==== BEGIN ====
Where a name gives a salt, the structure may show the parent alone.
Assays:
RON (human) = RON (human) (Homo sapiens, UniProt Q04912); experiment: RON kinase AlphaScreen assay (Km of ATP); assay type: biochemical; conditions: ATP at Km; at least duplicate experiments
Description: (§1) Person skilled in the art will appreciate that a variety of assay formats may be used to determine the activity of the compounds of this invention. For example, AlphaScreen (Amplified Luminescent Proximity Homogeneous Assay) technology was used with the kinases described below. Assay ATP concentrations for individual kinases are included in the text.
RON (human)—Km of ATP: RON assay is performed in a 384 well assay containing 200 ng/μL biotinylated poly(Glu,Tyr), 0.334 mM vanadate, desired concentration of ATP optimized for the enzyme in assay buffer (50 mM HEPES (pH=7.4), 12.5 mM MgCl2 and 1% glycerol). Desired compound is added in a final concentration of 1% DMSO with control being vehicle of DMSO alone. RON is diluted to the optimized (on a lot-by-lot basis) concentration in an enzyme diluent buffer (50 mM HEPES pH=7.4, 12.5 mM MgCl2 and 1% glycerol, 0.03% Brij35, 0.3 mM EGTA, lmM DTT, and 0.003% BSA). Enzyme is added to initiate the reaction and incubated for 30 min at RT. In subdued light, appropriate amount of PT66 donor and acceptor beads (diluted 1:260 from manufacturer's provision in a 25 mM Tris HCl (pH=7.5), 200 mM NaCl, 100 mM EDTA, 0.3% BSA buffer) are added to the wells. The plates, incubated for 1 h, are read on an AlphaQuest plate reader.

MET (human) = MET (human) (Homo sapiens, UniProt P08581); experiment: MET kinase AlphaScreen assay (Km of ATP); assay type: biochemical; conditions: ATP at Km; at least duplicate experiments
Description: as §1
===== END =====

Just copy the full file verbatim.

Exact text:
Where a name gives a salt, the structure may show the parent alone.
Assays:
RON (human) = RON (human) (Homo sapiens, UniProt Q04912); experiment: RON kinase AlphaScreen assay (Km of ATP); assay type: biochemical; conditions: ATP at Km; at least duplicate experiments
Description: (§1) Person skilled in the art will appreciate that a variety of assay formats may be used to determine the activity of the compounds of this invention. For example, AlphaScreen (Amplified Luminescent Proximity Homogeneous Assay) technology was used with the kinases described below. Assay ATP concentrations for individual kinases are included in the text.
RON (human)—Km of ATP: RON assay is performed in a 384 well assay containing 200 ng/μL biotinylated poly(Glu,Tyr), 0.334 mM vanadate, desired concentration of ATP optimized for the enzyme in assay buffer (50 mM HEPES (pH=7.4), 12.5 mM MgCl2 and 1% glycerol). Desired compound is added in a final concentration of 1% DMSO with control being vehicle of DMSO alone. RON is diluted to the optimized (on a lot-by-lot basis) concentration in an enzyme diluent buffer (50 mM HEPES pH=7.4, 12.5 mM MgCl2 and 1% glycerol, 0.03% Brij35, 0.3 mM EGTA, lmM DTT, and 0.003% BSA). Enzyme is added to initiate the reaction and incubated for 30 min at RT. In subdued light, appropriate amount of PT66 donor and acceptor beads (diluted 1:260 from manufacturer's provision in a 25 mM Tris HCl (pH=7.5), 200 mM NaCl, 100 mM EDTA, 0.3% BSA buffer) are added to the wells. The plates, incubated for 1 h, are read on an AlphaQuest plate reader.

MET (human) = MET (human) (Homo sapiens, UniProt P08581); experiment: MET kinase AlphaScreen assay (Km of ATP); assay type: biochemical; conditions: ATP at Km; at least duplicate experiments
Description: as §1